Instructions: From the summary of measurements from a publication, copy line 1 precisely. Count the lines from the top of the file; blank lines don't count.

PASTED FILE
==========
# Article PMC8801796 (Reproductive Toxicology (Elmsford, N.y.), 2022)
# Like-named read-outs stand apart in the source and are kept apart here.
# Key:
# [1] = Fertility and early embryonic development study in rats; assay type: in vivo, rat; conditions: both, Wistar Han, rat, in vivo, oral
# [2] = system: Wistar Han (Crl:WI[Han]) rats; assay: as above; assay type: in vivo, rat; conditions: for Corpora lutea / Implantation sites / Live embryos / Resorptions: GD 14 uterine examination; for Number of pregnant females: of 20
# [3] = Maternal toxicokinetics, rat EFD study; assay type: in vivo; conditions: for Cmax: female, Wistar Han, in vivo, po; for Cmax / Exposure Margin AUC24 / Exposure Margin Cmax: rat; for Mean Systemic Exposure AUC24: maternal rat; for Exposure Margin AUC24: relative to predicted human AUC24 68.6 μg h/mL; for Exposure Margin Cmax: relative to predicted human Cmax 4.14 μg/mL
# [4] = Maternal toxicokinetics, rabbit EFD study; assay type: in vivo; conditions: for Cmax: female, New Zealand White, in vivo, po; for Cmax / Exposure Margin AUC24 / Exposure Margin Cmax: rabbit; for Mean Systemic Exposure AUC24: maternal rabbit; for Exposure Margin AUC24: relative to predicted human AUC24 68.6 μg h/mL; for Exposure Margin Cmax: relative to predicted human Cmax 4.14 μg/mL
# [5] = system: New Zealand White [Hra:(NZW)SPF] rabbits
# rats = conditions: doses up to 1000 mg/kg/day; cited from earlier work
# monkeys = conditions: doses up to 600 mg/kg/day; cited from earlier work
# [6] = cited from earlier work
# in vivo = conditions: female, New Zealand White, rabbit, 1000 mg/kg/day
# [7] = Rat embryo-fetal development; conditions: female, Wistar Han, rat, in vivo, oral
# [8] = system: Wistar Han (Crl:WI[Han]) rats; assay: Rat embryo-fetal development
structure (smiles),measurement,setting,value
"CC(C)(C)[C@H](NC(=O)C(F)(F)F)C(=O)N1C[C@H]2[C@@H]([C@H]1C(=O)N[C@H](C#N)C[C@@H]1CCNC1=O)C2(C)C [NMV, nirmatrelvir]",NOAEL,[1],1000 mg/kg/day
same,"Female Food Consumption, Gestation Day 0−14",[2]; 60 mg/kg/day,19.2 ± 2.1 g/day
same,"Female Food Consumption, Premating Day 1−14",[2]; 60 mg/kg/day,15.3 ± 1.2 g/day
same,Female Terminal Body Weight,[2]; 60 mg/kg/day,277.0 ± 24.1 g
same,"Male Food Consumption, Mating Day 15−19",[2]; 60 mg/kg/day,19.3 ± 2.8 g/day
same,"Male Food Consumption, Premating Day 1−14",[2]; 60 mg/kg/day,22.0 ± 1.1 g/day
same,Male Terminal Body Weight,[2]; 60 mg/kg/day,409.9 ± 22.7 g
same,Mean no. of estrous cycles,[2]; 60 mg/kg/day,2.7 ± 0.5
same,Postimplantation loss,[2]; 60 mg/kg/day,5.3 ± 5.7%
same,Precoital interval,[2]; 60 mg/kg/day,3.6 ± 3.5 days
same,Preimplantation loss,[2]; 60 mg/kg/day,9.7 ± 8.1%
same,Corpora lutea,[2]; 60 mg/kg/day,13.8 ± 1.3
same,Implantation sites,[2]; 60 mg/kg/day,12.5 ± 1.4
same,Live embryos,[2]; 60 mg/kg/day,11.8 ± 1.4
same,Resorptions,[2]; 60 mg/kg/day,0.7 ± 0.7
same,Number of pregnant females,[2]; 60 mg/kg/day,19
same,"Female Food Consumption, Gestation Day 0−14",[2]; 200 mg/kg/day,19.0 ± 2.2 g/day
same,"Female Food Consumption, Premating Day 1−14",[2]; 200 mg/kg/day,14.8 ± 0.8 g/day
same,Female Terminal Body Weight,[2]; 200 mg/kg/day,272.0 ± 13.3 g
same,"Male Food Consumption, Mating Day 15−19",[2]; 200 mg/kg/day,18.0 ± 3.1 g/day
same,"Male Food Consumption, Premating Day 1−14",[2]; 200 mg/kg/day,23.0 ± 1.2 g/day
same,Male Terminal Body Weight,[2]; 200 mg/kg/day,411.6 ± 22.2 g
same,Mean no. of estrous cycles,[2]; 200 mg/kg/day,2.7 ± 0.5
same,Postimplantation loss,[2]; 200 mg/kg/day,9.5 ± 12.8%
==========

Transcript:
# Article PMC8801796 (Reproductive Toxicology (Elmsford, N.y.), 2022)